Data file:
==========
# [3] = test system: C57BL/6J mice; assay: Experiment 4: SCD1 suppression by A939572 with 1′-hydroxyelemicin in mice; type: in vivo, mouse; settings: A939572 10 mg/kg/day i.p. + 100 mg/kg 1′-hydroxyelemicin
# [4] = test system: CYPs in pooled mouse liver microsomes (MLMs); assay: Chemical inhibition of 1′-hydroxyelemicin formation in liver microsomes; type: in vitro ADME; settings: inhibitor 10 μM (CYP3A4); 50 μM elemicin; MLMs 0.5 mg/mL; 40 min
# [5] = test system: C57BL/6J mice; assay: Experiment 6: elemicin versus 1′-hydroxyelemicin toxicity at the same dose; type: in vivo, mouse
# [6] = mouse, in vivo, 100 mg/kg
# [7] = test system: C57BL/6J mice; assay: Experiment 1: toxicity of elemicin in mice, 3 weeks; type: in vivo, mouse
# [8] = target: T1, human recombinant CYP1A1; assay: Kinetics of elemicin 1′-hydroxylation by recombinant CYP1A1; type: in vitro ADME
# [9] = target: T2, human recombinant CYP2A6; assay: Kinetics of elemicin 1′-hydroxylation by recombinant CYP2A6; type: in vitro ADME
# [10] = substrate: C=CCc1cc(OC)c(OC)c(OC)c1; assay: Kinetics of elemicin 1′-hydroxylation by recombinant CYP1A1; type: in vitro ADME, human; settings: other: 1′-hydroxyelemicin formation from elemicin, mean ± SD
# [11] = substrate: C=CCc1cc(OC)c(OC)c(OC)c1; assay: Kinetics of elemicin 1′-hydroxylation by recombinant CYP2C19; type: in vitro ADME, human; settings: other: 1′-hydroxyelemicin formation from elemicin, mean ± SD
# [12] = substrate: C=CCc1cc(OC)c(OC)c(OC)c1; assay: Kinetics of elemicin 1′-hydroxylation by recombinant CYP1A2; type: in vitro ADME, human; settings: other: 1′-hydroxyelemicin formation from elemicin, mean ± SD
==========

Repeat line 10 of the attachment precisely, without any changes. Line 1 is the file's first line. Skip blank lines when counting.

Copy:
# [12] = substrate: C=CCc1cc(OC)c(OC)c(OC)c1; assay: Kinetics of elemicin 1′-hydroxylation by recombinant CYP1A2; type: in vitro ADME, human; settings: other: 1′-hydroxyelemicin formation from elemicin, mean ± SD